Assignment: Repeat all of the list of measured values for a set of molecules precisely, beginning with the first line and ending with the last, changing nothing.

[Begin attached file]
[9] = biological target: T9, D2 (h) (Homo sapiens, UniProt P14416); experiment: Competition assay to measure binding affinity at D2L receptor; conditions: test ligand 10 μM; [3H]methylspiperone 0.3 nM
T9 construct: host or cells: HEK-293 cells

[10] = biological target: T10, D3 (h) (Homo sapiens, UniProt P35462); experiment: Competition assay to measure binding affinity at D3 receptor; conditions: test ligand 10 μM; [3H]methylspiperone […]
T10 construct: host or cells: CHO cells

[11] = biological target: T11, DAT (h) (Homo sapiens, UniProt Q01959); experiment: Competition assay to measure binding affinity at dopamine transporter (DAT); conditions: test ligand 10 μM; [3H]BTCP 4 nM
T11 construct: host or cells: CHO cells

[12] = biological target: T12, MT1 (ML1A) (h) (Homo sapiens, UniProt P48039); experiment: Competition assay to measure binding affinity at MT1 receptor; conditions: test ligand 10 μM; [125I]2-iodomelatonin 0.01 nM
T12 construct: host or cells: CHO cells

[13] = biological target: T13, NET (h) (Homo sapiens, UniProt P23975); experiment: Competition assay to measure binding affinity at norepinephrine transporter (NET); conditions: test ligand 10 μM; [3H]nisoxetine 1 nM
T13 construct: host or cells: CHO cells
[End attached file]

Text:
[9] = biological target: T9, D2 (h) (Homo sapiens, UniProt P14416); experiment: Competition assay to measure binding affinity at D2L receptor; conditions: test ligand 10 μM; [3H]methylspiperone 0.3 nM
T9 construct: host or cells: HEK-293 cells

[10] = biological target: T10, D3 (h) (Homo sapiens, UniProt P35462); experiment: Competition assay to measure binding affinity at D3 receptor; conditions: test ligand 10 μM; [3H]methylspiperone […]
T10 construct: host or cells: CHO cells

[11] = biological target: T11, DAT (h) (Homo sapiens, UniProt Q01959); experiment: Competition assay to measure binding affinity at dopamine transporter (DAT); conditions: test ligand 10 μM; [3H]BTCP 4 nM
T11 construct: host or cells: CHO cells

[12] = biological target: T12, MT1 (ML1A) (h) (Homo sapiens, UniProt P48039); experiment: Competition assay to measure binding affinity at MT1 receptor; conditions: test ligand 10 μM; [125I]2-iodomelatonin 0.01 nM
T12 construct: host or cells: CHO cells

[13] = biological target: T13, NET (h) (Homo sapiens, UniProt P23975); experiment: Competition assay to measure binding affinity at norepinephrine transporter (NET); conditions: test ligand 10 μM; [3H]nisoxetine 1 nM
T13 construct: host or cells: CHO cells